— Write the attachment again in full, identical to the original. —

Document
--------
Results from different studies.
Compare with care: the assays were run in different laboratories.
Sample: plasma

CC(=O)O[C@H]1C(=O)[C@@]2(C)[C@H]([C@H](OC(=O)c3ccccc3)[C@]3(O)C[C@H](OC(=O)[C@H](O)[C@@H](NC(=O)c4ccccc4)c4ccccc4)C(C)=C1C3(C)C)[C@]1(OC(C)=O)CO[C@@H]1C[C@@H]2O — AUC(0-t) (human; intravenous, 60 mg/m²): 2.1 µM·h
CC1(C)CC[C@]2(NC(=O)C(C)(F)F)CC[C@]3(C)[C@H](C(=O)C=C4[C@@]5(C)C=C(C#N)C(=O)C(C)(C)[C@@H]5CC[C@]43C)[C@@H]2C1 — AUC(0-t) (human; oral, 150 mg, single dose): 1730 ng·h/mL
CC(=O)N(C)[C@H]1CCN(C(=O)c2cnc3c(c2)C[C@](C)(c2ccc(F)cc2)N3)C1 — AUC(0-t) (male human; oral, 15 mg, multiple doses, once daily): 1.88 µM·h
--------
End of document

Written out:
Results from different studies.
Compare with care: the assays were run in different laboratories.
Sample: plasma

CC(=O)O[C@H]1C(=O)[C@@]2(C)[C@H]([C@H](OC(=O)c3ccccc3)[C@]3(O)C[C@H](OC(=O)[C@H](O)[C@@H](NC(=O)c4ccccc4)c4ccccc4)C(C)=C1C3(C)C)[C@]1(OC(C)=O)CO[C@@H]1C[C@@H]2O — AUC(0-t) (human; intravenous, 60 mg/m²): 2.1 µM·h
CC1(C)CC[C@]2(NC(=O)C(C)(F)F)CC[C@]3(C)[C@H](C(=O)C=C4[C@@]5(C)C=C(C#N)C(=O)C(C)(C)[C@@H]5CC[C@]43C)[C@@H]2C1 — AUC(0-t) (human; oral, 150 mg, single dose): 1730 ng·h/mL
CC(=O)N(C)[C@H]1CCN(C(=O)c2cnc3c(c2)C[C@](C)(c2ccc(F)cc2)N3)C1 — AUC(0-t) (male human; oral, 15 mg, multiple doses, once daily): 1.88 µM·h